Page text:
Sperling Prostate Center

By: Dan Sperling, MD

Active Surveillance (AS) for men with low risk prostate cancer (PCa) is increasingly recommended by physicians, and favored by patients, as a strategy for deferring whole-gland treatments that come with side effect risks. There is a lack of universal agreement on AS candidate criteria, but the European Association of Urology’s guidelines (PSA< 10 ng/ml, biopsy GS ? 6, ? 2 cancer-positive biopsy cores with ? 50% of tumor in any core and clinical stage ? T2a) are widely used.

There are several issues associated with AS:

  1. Was the diagnosis reliable, given that TRUS has an average 30% false negative rate, and even positive biopsies may have missed the most aggressive cells?
  2. What clinical indicators are predictors of adverse pathology when an AS patient finally seeks prostatectomy?
  3. How long can a patient safely practice AS without missing a treatment window?
  4. Will the patient be fully compliant with the physician’s protocol for monitoring, which usually consists of regular PSA blood tests, digital rectal exams, and surveillance TRUS biopsy at specified intervals?
  5. Which risk factors, or combination thereof, should trigger a repeat biopsy?

This article pulls together data from four studies that address the first two issues.

The first study is based on a cohort of 862 patients who were on AS.[i] The authors analyzed clinical records to determine how many were upgraded based on repeat surveillance biopsies, and to determine which factors could predict for upgrading and/or trigger definitive treatment. The authors identified 592 men who had more than two biopsies (the original diagnosis and at least one repeat biopsy). Almost 80% had been diagnosed with low risk PCa, while about 20% were intermediate risk and a very small number (0.3%) were high risk. During AS, 31.3% of the men were upgraded (higher Gleason grade) based on a surveillance biopsy; of those, 15% were Gleason 8 or higher at upgrading. The authors correlated an initial higher PSA, a higher percentage of positive biopsy cores, and diagnosis of clinical stage T2 with a greater likelihood of upgrading during AS. This study raises the question of whether the 31.3% (almost a third) of patients were originally harboring more aggressive disease missed by the first TRUS biopsy. The results also suggest that genomic testing, if done more routinely, would identify cellular biomarkers indicating that the cancer line is potentially deadly and the patient therefore not a candidate for AS.

The next study likewise supported a statistic of about a third of AS patients found to be upgraded, this time as a result of eventual radical prostatectomy (RP) and post-surgery analysis of the specimens.[ii] The authors based their data on 13,159 cases from the National Prostate Cancer Register of Sweden from 2007-11. All the men were diagnosed with Gleason 6, clinical stage T1c/T2 prostate cancer. 4500 of the patients had RP; of these, 2025 had records on the extent of their disease from the original biopsy cores. Among the 4500 men who had RP, approximately 50% had adverse pathology (upgraded to Gleason >7) based on the lab analysis of the specimens. The authors then applied six different active surveillance protocols to determine, retroactively, which of the patients would have been considered candidates for AS using those protocols. They found that 33-45% of potential AS patients were upgraded to Gleason >7 following RP. The researchers found that predictors of upgrading were older age, higher PSA, PSA density >0.15 ng/ml/cm3, abnormal DRE and an extent of cancer greater than 4mm on biopsy. They concluded, “More than a third of men meeting the most stringent active surveillance criteria had adverse pathology at radical prostatectomy in this population based cohort. Active surveillance programs should consider prostate specific antigen density and extent of cancer on biopsy for patient selection.”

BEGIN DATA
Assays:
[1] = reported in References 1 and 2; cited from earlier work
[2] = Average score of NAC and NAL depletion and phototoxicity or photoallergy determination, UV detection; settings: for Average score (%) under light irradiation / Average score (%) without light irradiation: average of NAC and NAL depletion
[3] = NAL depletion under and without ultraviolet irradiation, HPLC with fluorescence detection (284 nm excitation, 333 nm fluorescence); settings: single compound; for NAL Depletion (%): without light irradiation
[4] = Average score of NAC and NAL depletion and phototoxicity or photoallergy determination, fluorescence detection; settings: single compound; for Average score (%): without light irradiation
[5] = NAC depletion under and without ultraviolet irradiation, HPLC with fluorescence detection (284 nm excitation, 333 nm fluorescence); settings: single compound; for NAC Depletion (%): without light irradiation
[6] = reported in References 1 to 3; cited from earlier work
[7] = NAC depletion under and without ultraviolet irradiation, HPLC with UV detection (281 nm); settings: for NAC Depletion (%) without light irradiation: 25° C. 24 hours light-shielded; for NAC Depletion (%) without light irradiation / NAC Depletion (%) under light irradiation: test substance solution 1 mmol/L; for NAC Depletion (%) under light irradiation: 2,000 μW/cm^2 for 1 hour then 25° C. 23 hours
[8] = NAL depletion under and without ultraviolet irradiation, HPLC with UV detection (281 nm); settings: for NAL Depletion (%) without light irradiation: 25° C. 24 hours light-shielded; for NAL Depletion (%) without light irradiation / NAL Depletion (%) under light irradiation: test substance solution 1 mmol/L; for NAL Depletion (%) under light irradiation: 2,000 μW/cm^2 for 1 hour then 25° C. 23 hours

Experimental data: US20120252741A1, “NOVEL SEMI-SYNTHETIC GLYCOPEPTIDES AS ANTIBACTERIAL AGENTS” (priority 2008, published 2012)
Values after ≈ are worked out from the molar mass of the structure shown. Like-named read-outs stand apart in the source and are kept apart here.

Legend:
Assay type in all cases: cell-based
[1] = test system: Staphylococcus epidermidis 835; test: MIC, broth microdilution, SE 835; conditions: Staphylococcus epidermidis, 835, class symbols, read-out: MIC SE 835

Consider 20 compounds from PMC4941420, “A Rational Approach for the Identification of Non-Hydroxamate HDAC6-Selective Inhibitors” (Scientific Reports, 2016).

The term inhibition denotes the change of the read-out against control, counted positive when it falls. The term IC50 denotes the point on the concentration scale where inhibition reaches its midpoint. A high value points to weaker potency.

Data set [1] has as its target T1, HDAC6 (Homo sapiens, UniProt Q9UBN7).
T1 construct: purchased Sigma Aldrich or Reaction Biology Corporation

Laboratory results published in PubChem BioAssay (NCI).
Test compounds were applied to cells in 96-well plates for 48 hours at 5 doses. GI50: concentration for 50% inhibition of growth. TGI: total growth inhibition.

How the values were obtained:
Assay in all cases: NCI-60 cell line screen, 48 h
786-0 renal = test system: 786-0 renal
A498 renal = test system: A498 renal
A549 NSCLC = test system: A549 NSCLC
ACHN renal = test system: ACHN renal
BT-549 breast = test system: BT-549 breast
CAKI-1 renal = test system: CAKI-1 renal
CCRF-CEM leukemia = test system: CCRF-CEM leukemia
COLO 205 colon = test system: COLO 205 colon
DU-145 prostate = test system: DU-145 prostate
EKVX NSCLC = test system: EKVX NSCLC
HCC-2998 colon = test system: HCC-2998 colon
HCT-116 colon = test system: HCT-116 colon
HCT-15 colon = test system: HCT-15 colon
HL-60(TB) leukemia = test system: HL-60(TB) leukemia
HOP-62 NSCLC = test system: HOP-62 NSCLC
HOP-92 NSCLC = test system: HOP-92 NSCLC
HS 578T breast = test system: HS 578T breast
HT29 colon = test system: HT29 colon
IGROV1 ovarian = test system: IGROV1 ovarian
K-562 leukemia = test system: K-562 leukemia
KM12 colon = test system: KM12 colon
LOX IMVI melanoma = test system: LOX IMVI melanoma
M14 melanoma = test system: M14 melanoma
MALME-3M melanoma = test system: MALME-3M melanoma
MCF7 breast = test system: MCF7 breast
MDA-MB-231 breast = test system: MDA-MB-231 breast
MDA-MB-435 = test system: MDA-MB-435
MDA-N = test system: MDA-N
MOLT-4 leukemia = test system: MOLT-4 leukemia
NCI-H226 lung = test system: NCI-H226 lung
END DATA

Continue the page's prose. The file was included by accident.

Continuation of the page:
Another very recent study examined the SEER database records of 10,273 patients first diagnosed with clinically low risk disease (Gleason 6, PSA <10ng/mL, stage T1c/T2a) in 2010-11 who underwent RP.[iii] The low risk factors indicate that these men could have been considered candidates for AS. The study authors intended to determine the incidence of upgrading among this population, and identify predictors of having hidden advanced disease in order to assist with AS decision-making. They found a sobering 44% of low risk patients were upgraded beyond Gleason 6 after RP, and correlated age, PSA and percent positive cores with risk of hidden advanced PCa. Specific factors were age >60 and >25% positive cores were significantly associated with upgrading. When PSA values <10 were in the high end of the range (7.5-9.9) and >25% biopsy cores were positive, the incidence of upgrading was 60%. Thus, they recommended, “Nearly half of clinically low-risk patients harbor Gleason ?7 or ?pT3 disease and should be risk-stratified by PSA and percent positive cores for consideration of further testing before deciding on active surveillance.”